Mass orphanhood in the era of HIV/AIDSBMJ 2002; 324 doi: https://doi.org/10.1136/bmj.324.7331.185 (Published 26 January 2002) Cite this as: BMJ 2002;324:185
Bold support for alleviation of poverty and education may avert a social disaster
- Neddy Rita Matshalaga, research fellow and consultant (firstname.lastname@example.org) (email@example.com),
- Greg Powell, consultant and senior lecturer (firstname.lastname@example.org)
- Institute of Development Studies, University of Zimbabwe, PO Box MP167, Mount Pleasant, Harare, Zimbabwe
- Department of Paediatrics, University of Zimbabwe, PO Box A178, Avondale, Harare, Zimbabwe
AIDS has devastated the social and economic fabric of African societies and made orphans of a whole generation of children. Although donor agencies initially viewed the plight of orphans as a short term humanitarian disaster, they now acknowledge the long term social consequences of African children growing up without parental love and guidance. The potential for these children to form a large group of dysfunctional adults, which could further destabilise societies already weakened by AIDS, has increased the urgency of finding an effective solution to the orphan crisis.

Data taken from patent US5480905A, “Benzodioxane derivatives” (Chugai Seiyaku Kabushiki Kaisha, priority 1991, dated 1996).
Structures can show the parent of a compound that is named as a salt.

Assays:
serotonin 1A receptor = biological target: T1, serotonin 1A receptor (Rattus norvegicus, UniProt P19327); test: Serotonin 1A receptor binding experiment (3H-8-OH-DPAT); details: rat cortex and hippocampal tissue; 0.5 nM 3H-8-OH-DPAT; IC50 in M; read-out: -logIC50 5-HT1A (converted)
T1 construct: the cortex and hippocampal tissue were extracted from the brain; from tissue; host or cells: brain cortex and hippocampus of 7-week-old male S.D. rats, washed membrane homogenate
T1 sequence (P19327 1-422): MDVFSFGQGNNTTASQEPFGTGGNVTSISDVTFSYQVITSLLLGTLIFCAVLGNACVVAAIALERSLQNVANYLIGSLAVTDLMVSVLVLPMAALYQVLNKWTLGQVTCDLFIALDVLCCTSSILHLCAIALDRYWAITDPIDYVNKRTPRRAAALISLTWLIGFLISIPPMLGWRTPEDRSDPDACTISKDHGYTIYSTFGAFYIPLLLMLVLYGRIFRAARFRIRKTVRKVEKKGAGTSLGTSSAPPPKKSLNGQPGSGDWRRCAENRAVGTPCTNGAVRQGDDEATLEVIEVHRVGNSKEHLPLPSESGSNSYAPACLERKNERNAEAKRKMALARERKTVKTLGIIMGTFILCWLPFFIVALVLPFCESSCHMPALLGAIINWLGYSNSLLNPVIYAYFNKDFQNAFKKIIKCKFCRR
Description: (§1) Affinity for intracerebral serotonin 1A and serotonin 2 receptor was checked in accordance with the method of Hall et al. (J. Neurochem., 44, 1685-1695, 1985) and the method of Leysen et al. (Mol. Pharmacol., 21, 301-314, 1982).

Africa is home to 95% of the world's 13 million children orphaned as a result of AIDS. The numbers will rise until at least 2010, by which time a third of African children will be orphaned. 1 2 These orphans' psychosocial needs are a growing concern. Orphans in Africa suffer recurrent psychological trauma, starting with the illness and deaths of their parents, followed by cycles of poverty, malnutrition, stigma, exploitation, and, often, sexual abuse. Experiencing this without family love and support, and without the education needed to understand and rise above their circumstances, these …
Log in using your username and password
Log in through your institution
Register for a free trial to thebmj.com to receive unlimited access to all content on thebmj.com for 14 days.
Sign up for a free trial